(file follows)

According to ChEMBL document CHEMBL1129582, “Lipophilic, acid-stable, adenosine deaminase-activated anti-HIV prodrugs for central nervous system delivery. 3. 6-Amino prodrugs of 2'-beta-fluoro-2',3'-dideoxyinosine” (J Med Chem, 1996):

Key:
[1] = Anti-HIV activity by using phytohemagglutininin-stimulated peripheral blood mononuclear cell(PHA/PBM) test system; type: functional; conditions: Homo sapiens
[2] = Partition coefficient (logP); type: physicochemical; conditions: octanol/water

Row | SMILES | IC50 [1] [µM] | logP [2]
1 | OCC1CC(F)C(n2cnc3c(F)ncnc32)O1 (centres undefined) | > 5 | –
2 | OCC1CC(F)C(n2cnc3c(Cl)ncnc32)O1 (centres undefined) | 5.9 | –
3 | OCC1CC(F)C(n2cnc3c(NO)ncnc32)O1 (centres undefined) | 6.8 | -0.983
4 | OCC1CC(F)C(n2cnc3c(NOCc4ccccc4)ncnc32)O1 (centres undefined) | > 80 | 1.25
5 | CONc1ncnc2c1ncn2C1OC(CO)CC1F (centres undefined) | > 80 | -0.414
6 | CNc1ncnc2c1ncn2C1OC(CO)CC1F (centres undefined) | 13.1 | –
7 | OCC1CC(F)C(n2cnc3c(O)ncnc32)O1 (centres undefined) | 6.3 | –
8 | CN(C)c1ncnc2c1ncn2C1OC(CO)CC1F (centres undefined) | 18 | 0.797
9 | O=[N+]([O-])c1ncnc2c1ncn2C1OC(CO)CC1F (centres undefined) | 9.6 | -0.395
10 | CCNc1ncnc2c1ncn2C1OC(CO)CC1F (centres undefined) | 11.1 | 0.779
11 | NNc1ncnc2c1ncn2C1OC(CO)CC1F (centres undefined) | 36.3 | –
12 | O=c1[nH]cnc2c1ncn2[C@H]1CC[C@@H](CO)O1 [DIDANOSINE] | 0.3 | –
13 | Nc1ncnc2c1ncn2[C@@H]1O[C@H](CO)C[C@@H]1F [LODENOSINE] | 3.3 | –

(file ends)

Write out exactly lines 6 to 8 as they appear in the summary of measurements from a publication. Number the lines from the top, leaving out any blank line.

1 | OCC1CC(F)C(n2cnc3c(F)ncnc32)O1 (centres undefined) | > 5 | –
2 | OCC1CC(F)C(n2cnc3c(Cl)ncnc32)O1 (centres undefined) | 5.9 | –
3 | OCC1CC(F)C(n2cnc3c(NO)ncnc32)O1 (centres undefined) | 6.8 | -0.983